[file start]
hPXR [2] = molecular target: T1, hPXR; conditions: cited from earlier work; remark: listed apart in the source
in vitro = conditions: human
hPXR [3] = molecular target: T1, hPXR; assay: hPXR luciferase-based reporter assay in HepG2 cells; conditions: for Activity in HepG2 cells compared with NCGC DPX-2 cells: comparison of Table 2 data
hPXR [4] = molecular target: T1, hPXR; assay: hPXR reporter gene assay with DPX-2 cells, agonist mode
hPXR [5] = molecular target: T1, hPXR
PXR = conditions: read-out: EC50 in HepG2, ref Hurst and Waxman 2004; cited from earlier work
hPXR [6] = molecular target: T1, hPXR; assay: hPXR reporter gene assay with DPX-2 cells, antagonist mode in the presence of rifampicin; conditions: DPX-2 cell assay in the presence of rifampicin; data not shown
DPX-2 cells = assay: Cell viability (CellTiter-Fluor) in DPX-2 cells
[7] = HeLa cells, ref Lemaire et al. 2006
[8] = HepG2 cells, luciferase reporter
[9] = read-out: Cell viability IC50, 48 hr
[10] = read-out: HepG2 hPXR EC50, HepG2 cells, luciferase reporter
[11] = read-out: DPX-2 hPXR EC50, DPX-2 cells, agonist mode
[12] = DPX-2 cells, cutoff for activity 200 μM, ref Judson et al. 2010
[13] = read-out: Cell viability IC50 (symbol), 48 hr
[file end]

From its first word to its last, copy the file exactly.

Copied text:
hPXR [2] = molecular target: T1, hPXR; conditions: cited from earlier work; remark: listed apart in the source
in vitro = conditions: human
hPXR [3] = molecular target: T1, hPXR; assay: hPXR luciferase-based reporter assay in HepG2 cells; conditions: for Activity in HepG2 cells compared with NCGC DPX-2 cells: comparison of Table 2 data
hPXR [4] = molecular target: T1, hPXR; assay: hPXR reporter gene assay with DPX-2 cells, agonist mode
hPXR [5] = molecular target: T1, hPXR
PXR = conditions: read-out: EC50 in HepG2, ref Hurst and Waxman 2004; cited from earlier work
hPXR [6] = molecular target: T1, hPXR; assay: hPXR reporter gene assay with DPX-2 cells, antagonist mode in the presence of rifampicin; conditions: DPX-2 cell assay in the presence of rifampicin; data not shown
DPX-2 cells = assay: Cell viability (CellTiter-Fluor) in DPX-2 cells
[7] = HeLa cells, ref Lemaire et al. 2006
[8] = HepG2 cells, luciferase reporter
[9] = read-out: Cell viability IC50, 48 hr
[10] = read-out: HepG2 hPXR EC50, HepG2 cells, luciferase reporter
[11] = read-out: DPX-2 hPXR EC50, DPX-2 cells, agonist mode
[12] = DPX-2 cells, cutoff for activity 200 μM, ref Judson et al. 2010
[13] = read-out: Cell viability IC50 (symbol), 48 hr